Get on your hands and knees and lower your sightline to the height of the floor. You will spot any anomalies instantly. Use the mallet to tap down any rogue tiles that catch your attention.

Now remove the tile spacers and wait 24 hours while the adhesive sets.

Top Tip

You can also check the gradient of your floor by holding the spirit level on the floor, so the bubble sits in the middle. You should notice the floor sloping towards the drain so that the water can flow away.

5. Time to Grout

Once the mortar has set, it’s time to grout. Load a generous amount of the grout onto the tip of your smooth trowel and press it into the gaps. This Premium One-Quart ready-mixed tub is easier to use than mixing it yourself.

Work across the floor surface, repeating this process, ensuring all the gaps are filled. Now grab the sponge and bucket and fill it with water. Soak the sponge in the water, squeeze it out and wipe it across the tiled surface.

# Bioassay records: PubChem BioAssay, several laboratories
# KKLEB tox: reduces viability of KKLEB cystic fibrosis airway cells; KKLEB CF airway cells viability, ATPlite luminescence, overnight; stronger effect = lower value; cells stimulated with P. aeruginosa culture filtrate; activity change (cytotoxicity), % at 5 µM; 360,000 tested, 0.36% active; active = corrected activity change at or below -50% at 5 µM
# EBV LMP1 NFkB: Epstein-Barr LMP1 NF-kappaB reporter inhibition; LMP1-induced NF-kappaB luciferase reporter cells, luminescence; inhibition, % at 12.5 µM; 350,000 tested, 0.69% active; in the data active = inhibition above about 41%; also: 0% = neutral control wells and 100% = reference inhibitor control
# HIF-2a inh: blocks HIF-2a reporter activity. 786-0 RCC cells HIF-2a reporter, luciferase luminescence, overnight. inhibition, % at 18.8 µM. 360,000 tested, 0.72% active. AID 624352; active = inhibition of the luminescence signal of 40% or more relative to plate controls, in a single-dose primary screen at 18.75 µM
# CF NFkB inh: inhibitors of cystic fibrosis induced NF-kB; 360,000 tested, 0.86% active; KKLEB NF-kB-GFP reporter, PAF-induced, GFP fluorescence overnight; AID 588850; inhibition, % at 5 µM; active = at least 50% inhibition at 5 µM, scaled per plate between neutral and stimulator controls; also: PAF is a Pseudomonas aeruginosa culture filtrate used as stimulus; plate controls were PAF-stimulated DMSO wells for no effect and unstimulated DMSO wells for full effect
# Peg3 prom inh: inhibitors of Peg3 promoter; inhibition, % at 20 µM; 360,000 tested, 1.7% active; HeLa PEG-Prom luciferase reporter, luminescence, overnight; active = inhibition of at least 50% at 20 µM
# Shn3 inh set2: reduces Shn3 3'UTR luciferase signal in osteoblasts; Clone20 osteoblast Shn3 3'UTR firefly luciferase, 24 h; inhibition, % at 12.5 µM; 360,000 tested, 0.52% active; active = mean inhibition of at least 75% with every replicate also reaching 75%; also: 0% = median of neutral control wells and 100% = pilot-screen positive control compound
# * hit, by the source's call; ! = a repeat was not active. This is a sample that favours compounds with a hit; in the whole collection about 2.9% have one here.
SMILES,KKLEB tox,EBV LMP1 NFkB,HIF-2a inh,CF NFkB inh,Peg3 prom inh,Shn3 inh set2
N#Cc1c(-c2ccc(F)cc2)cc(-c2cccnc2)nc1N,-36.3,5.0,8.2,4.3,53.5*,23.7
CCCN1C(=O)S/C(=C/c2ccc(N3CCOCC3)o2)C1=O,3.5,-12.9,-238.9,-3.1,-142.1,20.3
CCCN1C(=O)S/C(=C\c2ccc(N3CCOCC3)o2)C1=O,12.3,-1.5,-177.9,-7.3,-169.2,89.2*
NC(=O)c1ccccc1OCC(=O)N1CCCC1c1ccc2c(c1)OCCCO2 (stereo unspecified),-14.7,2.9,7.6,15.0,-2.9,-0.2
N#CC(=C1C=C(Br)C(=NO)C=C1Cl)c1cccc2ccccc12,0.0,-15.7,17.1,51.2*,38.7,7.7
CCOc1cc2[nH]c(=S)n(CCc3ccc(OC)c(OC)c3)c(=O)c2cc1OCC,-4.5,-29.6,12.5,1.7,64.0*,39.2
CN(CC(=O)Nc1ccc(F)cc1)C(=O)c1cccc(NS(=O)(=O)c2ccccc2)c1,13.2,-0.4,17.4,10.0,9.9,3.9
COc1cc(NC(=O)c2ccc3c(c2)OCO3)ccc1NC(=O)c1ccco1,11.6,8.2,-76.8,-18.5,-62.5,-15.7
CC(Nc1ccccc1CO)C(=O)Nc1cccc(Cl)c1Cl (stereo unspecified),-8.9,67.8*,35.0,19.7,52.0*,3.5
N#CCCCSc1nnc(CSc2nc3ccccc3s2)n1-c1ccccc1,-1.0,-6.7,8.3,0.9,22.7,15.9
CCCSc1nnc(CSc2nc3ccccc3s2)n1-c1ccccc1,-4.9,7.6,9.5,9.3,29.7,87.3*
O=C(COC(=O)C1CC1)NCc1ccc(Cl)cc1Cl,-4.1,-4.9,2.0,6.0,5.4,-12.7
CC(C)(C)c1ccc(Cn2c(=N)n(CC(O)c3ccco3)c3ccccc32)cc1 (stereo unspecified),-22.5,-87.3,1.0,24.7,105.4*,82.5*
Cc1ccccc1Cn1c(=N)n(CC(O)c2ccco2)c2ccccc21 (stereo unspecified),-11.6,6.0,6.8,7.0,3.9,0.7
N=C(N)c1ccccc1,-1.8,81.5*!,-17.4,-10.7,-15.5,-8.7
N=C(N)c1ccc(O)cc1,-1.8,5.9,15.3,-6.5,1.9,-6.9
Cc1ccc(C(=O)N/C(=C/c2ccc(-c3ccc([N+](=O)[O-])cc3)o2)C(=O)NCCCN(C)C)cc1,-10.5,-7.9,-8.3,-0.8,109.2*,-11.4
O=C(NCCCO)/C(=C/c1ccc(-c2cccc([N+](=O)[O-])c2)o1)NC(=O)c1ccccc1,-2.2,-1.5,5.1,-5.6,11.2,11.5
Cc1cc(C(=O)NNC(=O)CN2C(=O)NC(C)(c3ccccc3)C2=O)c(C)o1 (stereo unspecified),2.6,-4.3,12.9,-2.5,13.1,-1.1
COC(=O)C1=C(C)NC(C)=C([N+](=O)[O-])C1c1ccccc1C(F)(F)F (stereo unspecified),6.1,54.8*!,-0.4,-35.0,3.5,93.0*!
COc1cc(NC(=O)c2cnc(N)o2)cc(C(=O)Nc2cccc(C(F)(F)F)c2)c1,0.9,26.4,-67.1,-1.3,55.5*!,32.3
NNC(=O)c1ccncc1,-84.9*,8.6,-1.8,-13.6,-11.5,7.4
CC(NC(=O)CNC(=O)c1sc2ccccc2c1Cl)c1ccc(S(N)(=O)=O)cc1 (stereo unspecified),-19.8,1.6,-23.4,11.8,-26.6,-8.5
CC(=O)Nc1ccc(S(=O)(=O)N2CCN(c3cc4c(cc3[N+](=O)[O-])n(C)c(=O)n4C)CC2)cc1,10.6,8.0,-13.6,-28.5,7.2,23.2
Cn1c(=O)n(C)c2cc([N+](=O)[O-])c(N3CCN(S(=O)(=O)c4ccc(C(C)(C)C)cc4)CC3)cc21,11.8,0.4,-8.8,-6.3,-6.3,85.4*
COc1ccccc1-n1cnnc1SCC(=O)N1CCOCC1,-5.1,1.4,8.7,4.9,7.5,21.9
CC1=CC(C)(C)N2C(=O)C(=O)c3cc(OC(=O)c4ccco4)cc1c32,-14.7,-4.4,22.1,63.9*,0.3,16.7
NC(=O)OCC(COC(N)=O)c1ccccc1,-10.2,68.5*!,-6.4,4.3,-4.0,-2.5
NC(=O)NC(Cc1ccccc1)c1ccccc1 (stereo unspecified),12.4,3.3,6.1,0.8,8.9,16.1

Run the sponge along the joints of the tiles, removing excess grout. Ensure that you remove grout from the tile’s surface because when it dries, it sets hard. If not, you may have to chip it away, which damages the tile.

Now, wait 24 hours while the grout sets.

How to Tile a Shower Floor Slope

All shower basins have to slope towards the drain outlet. If the floor is perfectly level, the water will pool as it fails to drain away. The drop is typically four percent or 0.5 inches for every 12 inches from the shower wall.

Here’s how to tile a sloped floor: